Companies are collecting more personal data on their customers than ever before, and a fair number of those organizations spend a lot of money trying to keep the information out of the hands of hackers. But why?
The news is often filled with talk about the need for online privacy, but the complaints only come from a handful of people and groups. Here in the United States it's the Electronic Frontier Foundation (EFF), the American Civil Liberties Union (ACLU), random academics, a handful of old hippies, some white-hat hackers and select others. There are also some government agencies, but who really pays attention to them? The fines they levy for infractions are pathetic. And, keep in mind, the government only gets involved if it's not the party collecting the data.
These apps weren’t just sharing babies’ favorite colors, either. They gathered device IDs, phone numbers, geolocation data, birth dates, email addresses, home addresses and other information. (Thankfully, child weight, toilet-training status and teddy-bear names were not collected.)
And that’s just the corner of the blanky. According to the Wall Street Journal:
"The widening ability to associate people's real-life identities with their browsing habits marks a privacy milestone, further blurring the already unclear border between our public and private lives. In pursuit of ever more precise and valuable information about potential customers, tracking companies are redefining what it means to be anonymous."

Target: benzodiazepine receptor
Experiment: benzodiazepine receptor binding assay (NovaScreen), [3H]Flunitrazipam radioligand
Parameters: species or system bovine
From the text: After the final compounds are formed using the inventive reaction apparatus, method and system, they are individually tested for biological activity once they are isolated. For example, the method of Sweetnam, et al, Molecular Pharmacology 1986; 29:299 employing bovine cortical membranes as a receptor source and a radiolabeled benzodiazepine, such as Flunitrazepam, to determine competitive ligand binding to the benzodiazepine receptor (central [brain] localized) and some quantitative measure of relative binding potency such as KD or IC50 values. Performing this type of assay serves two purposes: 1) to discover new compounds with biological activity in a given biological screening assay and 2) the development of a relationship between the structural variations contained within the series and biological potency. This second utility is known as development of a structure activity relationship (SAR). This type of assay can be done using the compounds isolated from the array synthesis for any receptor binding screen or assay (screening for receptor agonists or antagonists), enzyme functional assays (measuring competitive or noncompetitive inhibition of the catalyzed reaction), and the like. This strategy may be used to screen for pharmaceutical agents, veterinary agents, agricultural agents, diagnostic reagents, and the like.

Here’s the funny part: People don’t care about being anonymous–unless they're head of the CIA and sleeping around–even though industry types like to pretend they do. Here’s what Stuart Ingis, counsel for the Digital Advertising Alliance, said during a recent FTC hearing:
"The market reacts when they see a business practice they don't like."
To which I can only reply: “Prove it.”
I dare you to name three medium-to-large size companies that have suffered significant long-term financial harm because of a breach involving consumer data. The Sony Network is doing just fine. The companies that have suffered significantly have been the ones that lost other businesses' data, not consumer data.
Consumers get upset if their info is stolen and they find out that something actually happened because of it. They kick and shout at the company a bit. Some of them get assistance from the company, and some don’t. Some go through real, long-term difficulties because of it, and they tell all their friends not to do business with that company, which maybe notices a tiny little flicker to its bottom line and maybe doesn’t.
Nationwide Insurance just admitted it was breached two months ago, and data on 1.1 million people was exposed. Nationwide did what most major companies do after a breach: Offer no-charge credit monitoring for one year and $1 million in identity theft insurance coverage. Nationwide did this to head off the worst-case scenario: Getting hit with a class-action lawsuit.
But that will have no impact on Nationwide’s earnings or its ability to attract customers.
The truth is the upside to protecting consumer data is practically nonexistent and the downside is barely any greater. Your company could have state-of-the-art protection or you could have the barest of bare bones security, and it wouldn't make any difference in the consumer-choice process.
I’m sure it’s possible for a company’s security to be so bad that it loses enough consumers to feel it. In theory anything is possible.
(Odd but true -- when I wrote this I hadn't seen Simon Moffatt's excellent piece on the exact same topic which was published THE DAY BEFORE THIS CAME OUT. However now I have and I highly recommend givinging Information Security: Why Bother a read.)